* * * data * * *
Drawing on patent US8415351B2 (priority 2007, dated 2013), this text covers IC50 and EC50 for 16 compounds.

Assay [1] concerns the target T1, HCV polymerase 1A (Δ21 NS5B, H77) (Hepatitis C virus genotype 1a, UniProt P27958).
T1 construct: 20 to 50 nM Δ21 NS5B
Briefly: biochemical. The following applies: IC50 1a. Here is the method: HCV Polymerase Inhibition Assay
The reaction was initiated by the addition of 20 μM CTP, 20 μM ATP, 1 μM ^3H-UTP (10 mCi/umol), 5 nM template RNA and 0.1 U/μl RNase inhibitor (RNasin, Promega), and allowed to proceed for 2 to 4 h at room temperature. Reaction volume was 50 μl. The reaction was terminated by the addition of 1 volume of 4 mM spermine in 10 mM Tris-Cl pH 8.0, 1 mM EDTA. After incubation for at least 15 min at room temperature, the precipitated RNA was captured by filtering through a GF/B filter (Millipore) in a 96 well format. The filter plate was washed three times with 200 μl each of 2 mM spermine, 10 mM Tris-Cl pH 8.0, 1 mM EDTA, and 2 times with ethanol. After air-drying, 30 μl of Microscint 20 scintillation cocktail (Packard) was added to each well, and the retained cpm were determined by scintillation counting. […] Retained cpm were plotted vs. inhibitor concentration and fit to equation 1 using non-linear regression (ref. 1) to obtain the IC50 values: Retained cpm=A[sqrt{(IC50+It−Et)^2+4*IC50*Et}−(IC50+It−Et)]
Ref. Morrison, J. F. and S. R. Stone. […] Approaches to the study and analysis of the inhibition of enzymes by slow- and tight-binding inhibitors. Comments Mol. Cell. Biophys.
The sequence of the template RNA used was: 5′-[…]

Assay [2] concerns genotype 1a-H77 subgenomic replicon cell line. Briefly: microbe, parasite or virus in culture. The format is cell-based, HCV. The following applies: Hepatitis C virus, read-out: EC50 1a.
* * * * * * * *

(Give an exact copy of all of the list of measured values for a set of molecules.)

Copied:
Drawing on patent US8415351B2 (priority 2007, dated 2013), this text covers IC50 and EC50 for 16 compounds.

Assay [1] concerns the target T1, HCV polymerase 1A (Δ21 NS5B, H77) (Hepatitis C virus genotype 1a, UniProt P27958).
T1 construct: 20 to 50 nM Δ21 NS5B
Briefly: biochemical. The following applies: IC50 1a. Here is the method: HCV Polymerase Inhibition Assay
The reaction was initiated by the addition of 20 μM CTP, 20 μM ATP, 1 μM ^3H-UTP (10 mCi/umol), 5 nM template RNA and 0.1 U/μl RNase inhibitor (RNasin, Promega), and allowed to proceed for 2 to 4 h at room temperature. Reaction volume was 50 μl. The reaction was terminated by the addition of 1 volume of 4 mM spermine in 10 mM Tris-Cl pH 8.0, 1 mM EDTA. After incubation for at least 15 min at room temperature, the precipitated RNA was captured by filtering through a GF/B filter (Millipore) in a 96 well format. The filter plate was washed three times with 200 μl each of 2 mM spermine, 10 mM Tris-Cl pH 8.0, 1 mM EDTA, and 2 times with ethanol. After air-drying, 30 μl of Microscint 20 scintillation cocktail (Packard) was added to each well, and the retained cpm were determined by scintillation counting. […] Retained cpm were plotted vs. inhibitor concentration and fit to equation 1 using non-linear regression (ref. 1) to obtain the IC50 values: Retained cpm=A[sqrt{(IC50+It−Et)^2+4*IC50*Et}−(IC50+It−Et)]
Ref. Morrison, J. F. and S. R. Stone. […] Approaches to the study and analysis of the inhibition of enzymes by slow- and tight-binding inhibitors. Comments Mol. Cell. Biophys.
The sequence of the template RNA used was: 5′-[…]

Assay [2] concerns genotype 1a-H77 subgenomic replicon cell line. Briefly: microbe, parasite or virus in culture. The format is cell-based, HCV. The following applies: Hepatitis C virus, read-out: EC50 1a.